Presumably as a result of this marriage to Margaret Kerdeston, and the de Foix family’s strategic importance to England (as a result of their power base in Gascony), Jean de Foix was created in May 1446 Earl of Kendal in succession to John, Duke of Bedford and John, Duke of Beaufort. The revenues from the Barony of Kendal were committed elsewhere, with the honour of Richmond going to Margaret Beaufort. Why the Earldom of Kendal specifically? Possibly this was because it was available, and probably because of the Lancaster property connections of the early English Grelley, based in Manchester.
In 1444 Jean had been voted a Knight of the Garter, and in May 1446 he was duly invested with this honour – this was an unusual accolade, in that his father was still alive and also a KG. In Aug 1446 he was granted the castle of Mauleon de Soule et de la Bort, with the Duke of Gloucester’s consent. At the same time King Henry VI granted to his ‘dear and faithful cousin Jean de Foix’ an annuity of 250 marks in England until an alternative revenue source was found.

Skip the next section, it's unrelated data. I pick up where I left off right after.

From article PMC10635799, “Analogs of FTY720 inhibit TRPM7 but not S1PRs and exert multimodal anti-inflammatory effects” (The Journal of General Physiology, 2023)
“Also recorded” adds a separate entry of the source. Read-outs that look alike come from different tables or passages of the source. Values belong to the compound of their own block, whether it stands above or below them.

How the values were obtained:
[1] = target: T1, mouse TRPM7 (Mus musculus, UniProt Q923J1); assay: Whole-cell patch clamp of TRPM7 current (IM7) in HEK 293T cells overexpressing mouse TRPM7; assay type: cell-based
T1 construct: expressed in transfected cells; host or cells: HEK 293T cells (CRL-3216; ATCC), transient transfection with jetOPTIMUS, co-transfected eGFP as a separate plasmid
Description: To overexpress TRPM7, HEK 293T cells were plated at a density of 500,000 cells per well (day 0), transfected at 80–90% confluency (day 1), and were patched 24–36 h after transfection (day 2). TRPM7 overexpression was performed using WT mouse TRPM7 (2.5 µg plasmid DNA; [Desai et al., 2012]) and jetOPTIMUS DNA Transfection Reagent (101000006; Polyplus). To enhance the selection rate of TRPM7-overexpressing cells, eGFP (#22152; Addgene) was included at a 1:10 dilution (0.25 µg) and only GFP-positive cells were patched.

Jean was granted in March 1447 further property that had been Gloucester’s, which irritated others in Gascony that thought they also had a claim. These included Seiur de Duras who had been a supporter of English interests and whose family would continue to feature in that regard. Later that year King Henry ordered his officers in Bordeaux to put Jean in possession of his granted properties.
1449 saw Jean’s cousin Gaston Foix-Grailly being appointed Lieutenant General of the French army by Charles VII, and he proved effective in winning territory in the south-west and restricting the flow of supplies to the remaining English possessions. As a culmination of his victories, Charles VII conquered Bordeaux in 1451.
The citizens of Bordeaux had grown used to the relatively easy-going English administration, and were not happy with the strictures imposed by the new French rulers. Hence in March 1452 they dispatched Pierre de Montferrand and Jean de Foix to London to appeal for an expedition to rescue them (Montferrand had put up a fierce defence at Blaye before the fall of Bordeaux to Dunois in 1451).